A report from the National Research Council has found that non religious and religious culture are linked to levels of aggression, violence, and risk-taking behaviour.
Non religious culture is defined as being in a non religious household, church or temple, church-related activity, non-religious activities, or a non-profit organisation.
Religious culture is associated with a belief system, such as the Bible, Christianity, Hinduism, Islam, Sikhism, or Buddhism, and is associated to religious practice, such in worship, pilgrimage, meditation, ritual, and religious learning.
The report also found that the more religious a household was, the greater the likelihood that a person was at risk of violence and violence-related offending.
Non-religious culture was not associated with violent or risk-related behaviour.
“Non-religious cultures were associated with higher levels of self-reported violence, aggression, and non-religious risk-attributable behaviour, but not with higher risk-associated offending,” the report said.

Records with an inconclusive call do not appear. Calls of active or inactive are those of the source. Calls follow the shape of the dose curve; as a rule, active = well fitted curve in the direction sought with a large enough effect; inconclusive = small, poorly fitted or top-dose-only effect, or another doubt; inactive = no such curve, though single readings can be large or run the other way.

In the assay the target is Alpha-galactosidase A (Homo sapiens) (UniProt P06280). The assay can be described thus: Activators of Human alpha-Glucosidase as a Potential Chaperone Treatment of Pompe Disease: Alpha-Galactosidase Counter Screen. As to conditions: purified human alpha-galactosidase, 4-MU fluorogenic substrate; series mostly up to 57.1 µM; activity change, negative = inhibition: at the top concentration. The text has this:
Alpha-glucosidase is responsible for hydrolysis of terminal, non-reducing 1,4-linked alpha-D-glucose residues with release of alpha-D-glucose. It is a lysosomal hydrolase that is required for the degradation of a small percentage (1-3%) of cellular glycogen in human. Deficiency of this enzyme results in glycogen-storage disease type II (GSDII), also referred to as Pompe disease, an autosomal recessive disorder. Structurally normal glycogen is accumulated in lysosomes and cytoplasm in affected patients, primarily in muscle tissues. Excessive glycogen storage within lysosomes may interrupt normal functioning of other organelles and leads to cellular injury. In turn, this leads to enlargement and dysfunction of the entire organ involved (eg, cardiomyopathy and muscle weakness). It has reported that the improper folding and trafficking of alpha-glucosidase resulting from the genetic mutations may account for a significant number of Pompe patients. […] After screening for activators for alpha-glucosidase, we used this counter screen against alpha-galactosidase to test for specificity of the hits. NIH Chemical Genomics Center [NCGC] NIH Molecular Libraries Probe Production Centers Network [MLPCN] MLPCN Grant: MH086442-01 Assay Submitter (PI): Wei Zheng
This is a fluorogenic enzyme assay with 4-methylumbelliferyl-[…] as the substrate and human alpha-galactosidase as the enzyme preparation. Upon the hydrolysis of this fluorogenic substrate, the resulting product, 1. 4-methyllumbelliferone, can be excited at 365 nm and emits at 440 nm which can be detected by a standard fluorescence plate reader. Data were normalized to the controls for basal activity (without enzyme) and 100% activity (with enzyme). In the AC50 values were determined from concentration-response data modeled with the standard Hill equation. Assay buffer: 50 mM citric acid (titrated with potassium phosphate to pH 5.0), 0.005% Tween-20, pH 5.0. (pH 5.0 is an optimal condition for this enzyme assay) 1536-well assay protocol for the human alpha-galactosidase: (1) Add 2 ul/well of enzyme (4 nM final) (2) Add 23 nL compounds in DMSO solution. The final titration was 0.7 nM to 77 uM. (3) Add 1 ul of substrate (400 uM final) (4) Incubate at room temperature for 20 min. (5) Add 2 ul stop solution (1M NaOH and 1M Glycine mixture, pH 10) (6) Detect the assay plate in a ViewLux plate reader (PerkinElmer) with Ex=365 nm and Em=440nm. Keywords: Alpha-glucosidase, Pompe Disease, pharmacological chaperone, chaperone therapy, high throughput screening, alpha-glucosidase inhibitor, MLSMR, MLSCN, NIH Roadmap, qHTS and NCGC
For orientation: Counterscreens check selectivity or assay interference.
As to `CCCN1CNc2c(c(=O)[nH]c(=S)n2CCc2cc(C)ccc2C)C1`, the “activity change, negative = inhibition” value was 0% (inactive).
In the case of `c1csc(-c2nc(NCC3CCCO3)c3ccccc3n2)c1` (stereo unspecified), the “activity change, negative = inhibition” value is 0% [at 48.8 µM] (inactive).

It said there was no evidence that non-related non-specific religiosity or non-routine religious practice were associated in any way with higher offending levels.
“Religiosity was not a factor in the relationship between religiosity and nonviolence, but religiosity was associated with lower rates of non-violent offending, compared to non-affiliated religious or nonreligious culture,” the study said.
“This finding suggests that religiosity may not be a sufficient or reliable predictor of violence.”
The report did find that nonreligious people are more likely to be members of religious organisations than other groups, but that religion and nonreligion were not associated in a significant way.
“The nonreligious and religious cultures were not related in a statistically significant way to levels or types of offending and the relationship was not statistically significant,” the research said.
The findings of the study, published in the journal Criminology, were released in collaboration with the Australian Institute of Criminological and Criminal Justice Studies.